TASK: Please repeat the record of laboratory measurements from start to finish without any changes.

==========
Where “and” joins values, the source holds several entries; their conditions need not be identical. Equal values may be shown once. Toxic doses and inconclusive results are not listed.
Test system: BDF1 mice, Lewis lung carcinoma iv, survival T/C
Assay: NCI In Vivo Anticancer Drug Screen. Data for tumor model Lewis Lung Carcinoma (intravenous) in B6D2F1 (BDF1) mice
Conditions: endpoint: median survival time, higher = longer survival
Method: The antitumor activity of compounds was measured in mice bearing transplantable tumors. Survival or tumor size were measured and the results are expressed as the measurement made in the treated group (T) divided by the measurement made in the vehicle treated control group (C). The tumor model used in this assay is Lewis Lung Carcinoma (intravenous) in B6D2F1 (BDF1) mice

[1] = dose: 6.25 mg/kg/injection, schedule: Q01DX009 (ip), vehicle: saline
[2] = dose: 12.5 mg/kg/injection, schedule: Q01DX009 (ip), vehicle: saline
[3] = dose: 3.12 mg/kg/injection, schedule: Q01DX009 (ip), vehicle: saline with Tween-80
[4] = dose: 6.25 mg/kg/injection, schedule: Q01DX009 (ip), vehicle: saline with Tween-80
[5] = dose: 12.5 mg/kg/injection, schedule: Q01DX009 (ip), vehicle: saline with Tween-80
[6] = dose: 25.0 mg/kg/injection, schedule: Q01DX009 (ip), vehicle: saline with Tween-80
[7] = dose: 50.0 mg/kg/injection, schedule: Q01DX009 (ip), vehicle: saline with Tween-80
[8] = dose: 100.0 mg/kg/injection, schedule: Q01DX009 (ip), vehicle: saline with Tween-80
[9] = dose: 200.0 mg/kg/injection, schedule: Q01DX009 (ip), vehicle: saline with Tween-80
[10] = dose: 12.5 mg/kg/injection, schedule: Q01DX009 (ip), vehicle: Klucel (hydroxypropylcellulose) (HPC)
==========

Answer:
Where “and” joins values, the source holds several entries; their conditions need not be identical. Equal values may be shown once. Toxic doses and inconclusive results are not listed.
Test system: BDF1 mice, Lewis lung carcinoma iv, survival T/C
Assay: NCI In Vivo Anticancer Drug Screen. Data for tumor model Lewis Lung Carcinoma (intravenous) in B6D2F1 (BDF1) mice
Conditions: endpoint: median survival time, higher = longer survival
Method: The antitumor activity of compounds was measured in mice bearing transplantable tumors. Survival or tumor size were measured and the results are expressed as the measurement made in the treated group (T) divided by the measurement made in the vehicle treated control group (C). The tumor model used in this assay is Lewis Lung Carcinoma (intravenous) in B6D2F1 (BDF1) mice

[1] = dose: 6.25 mg/kg/injection, schedule: Q01DX009 (ip), vehicle: saline
[2] = dose: 12.5 mg/kg/injection, schedule: Q01DX009 (ip), vehicle: saline
[3] = dose: 3.12 mg/kg/injection, schedule: Q01DX009 (ip), vehicle: saline with Tween-80
[4] = dose: 6.25 mg/kg/injection, schedule: Q01DX009 (ip), vehicle: saline with Tween-80
[5] = dose: 12.5 mg/kg/injection, schedule: Q01DX009 (ip), vehicle: saline with Tween-80
[6] = dose: 25.0 mg/kg/injection, schedule: Q01DX009 (ip), vehicle: saline with Tween-80
[7] = dose: 50.0 mg/kg/injection, schedule: Q01DX009 (ip), vehicle: saline with Tween-80
[8] = dose: 100.0 mg/kg/injection, schedule: Q01DX009 (ip), vehicle: saline with Tween-80
[9] = dose: 200.0 mg/kg/injection, schedule: Q01DX009 (ip), vehicle: saline with Tween-80
[10] = dose: 12.5 mg/kg/injection, schedule: Q01DX009 (ip), vehicle: Klucel (hydroxypropylcellulose) (HPC)